With a new director and their third new gallery space, 1708 gallery hopes to turn some heads in the national, contemporary art arena. 

Three Time's a Charm

ess than a month before the opening of 1708 Gallery's 2001-2002 season, gallery director Peter Calvert stands outside the gallery's new space at 319 W. Broad St. and beckons to a visitor who has just walked past the unmarked entrance.

"Hello!" he shouts over the buzz of an electric saw, while motioning the visitor back to the boarded-up storefront. Behind him, a small army of construction workers labors in a haze of sawdust. Calvert enters the building and begins pointing out the features of the new space — the reception area, the spacious main gallery, a conference area on the mezzanine, three studio apartments above. It takes an artist's vision to conjure the new 1708, because right now, the building is still a work in progress.

The traditional first Friday opening has already been pushed back a week to ensure that construction will be completed in time to welcome visitors. But come Sept. 14, the gallery's walls will be freshly painted white and hung with works from 1708's 22 artist members. Richmond's art cognoscenti will pack its nearly 2,000 square feet of space to view and discuss some of Richmond's most vibrant and accomplished art. And in the years to come, Calvert says the new gallery will help attract topnotch artists from around the country and further raise the bar for Richmond's visual-arts scene.

"We've become a place that people have come to expect to have the new and the freshest art," he says, "and we're really trying to expand out to more national and international shows — curated shows and new media shows. This space will allow us to do that. We'll be a place really on people's A-lists."

1708's new Broad Street space represents the third location for the country's oldest, nonprofit, artist-run gallery. Founded in 1978 by a group of 21 artists who were frustrated about not having a place to show their work, 1708's mission has remained a constant: to expand the understanding, development and appreciation of contemporary art.

That 1708 is still thriving today, says Calvert, "is a testament to the city of Richmond both as a place that supports art and as a place that has an incredibly talented pool of artists who year after year continue to investigate that need that drives them."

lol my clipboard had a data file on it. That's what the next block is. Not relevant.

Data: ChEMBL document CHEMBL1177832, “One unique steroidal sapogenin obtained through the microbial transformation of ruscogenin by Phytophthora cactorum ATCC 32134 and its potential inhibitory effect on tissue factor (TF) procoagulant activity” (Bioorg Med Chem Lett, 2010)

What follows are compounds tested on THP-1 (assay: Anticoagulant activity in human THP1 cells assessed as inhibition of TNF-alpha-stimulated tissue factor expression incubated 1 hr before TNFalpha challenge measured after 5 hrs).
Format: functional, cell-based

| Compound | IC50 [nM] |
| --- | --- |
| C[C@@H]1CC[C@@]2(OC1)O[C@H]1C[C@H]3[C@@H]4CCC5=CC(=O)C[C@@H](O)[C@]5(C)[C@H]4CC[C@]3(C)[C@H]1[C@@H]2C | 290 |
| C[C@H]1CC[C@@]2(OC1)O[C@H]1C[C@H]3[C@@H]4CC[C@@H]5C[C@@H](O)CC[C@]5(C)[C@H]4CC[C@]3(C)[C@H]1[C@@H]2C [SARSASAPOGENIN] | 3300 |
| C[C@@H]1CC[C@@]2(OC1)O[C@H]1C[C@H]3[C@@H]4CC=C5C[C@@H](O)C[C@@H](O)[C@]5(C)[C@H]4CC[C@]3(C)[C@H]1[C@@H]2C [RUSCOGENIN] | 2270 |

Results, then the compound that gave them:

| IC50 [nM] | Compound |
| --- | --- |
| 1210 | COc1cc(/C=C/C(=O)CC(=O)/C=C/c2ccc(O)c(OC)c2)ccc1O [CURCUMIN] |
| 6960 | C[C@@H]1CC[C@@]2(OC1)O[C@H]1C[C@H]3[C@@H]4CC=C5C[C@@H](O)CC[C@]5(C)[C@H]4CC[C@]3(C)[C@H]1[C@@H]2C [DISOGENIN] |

The talents of 1708's member artists will be on display in the inaugural show in the new gallery, with each of the 22 artists displaying two works of their choice. "This show is going to be a chance for people to see the talent that is on the board of the gallery," Calvert says.

The new gallery space, combined with the arrival of Calvert, who took the helm of 1708 last year after leaving a post as a university gallery director in Texas, has given the gallery's artist board a renewed sense of energy and purpose. In addition, the success of this summer's Go Fish! Project, which was organized by 1708, has raised community awareness of the gallery.

Last year, artist Cindy Neuschwander first began thinking about joining 1708 after meeting Calvert. "I was just charmed by his enthusiasm and his community spirit," says Neuschwander, one of the gallery's newest members. "The new director, combined with the new space, just felt really fresh and like something I wanted to be a part of."

Heide Trepanier, who earned her masters in fine art from Virginia Commonwealth University in May, joined the artist board last year to help keep the tradition of 1708 going. "The way [1708] is going to keep moving forward is by consistently having younger artists with fresh views on what contemporary art is," she says. With its new gallery, 1708 is eager to explore.


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